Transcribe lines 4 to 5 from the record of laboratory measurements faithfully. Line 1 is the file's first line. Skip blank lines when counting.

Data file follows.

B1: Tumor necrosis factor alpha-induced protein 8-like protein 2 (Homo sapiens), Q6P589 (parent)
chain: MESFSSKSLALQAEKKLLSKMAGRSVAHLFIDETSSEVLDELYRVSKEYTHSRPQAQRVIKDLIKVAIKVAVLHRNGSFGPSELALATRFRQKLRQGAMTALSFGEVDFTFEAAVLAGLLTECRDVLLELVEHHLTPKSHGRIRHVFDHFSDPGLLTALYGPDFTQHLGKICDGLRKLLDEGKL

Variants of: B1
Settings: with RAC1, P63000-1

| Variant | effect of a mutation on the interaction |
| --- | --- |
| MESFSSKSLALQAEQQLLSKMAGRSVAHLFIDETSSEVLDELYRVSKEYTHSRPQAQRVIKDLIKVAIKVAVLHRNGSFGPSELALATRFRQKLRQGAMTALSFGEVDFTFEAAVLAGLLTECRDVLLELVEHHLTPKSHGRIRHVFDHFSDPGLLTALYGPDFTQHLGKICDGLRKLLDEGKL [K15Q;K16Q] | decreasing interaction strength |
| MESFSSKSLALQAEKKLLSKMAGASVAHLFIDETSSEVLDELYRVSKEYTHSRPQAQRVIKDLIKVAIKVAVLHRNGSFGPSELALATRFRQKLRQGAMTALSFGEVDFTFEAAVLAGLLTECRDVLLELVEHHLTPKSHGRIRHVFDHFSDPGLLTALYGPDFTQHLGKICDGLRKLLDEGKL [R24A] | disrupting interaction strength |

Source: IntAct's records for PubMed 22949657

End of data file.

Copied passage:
Settings: with RAC1, P63000-1

| Variant | effect of a mutation on the interaction |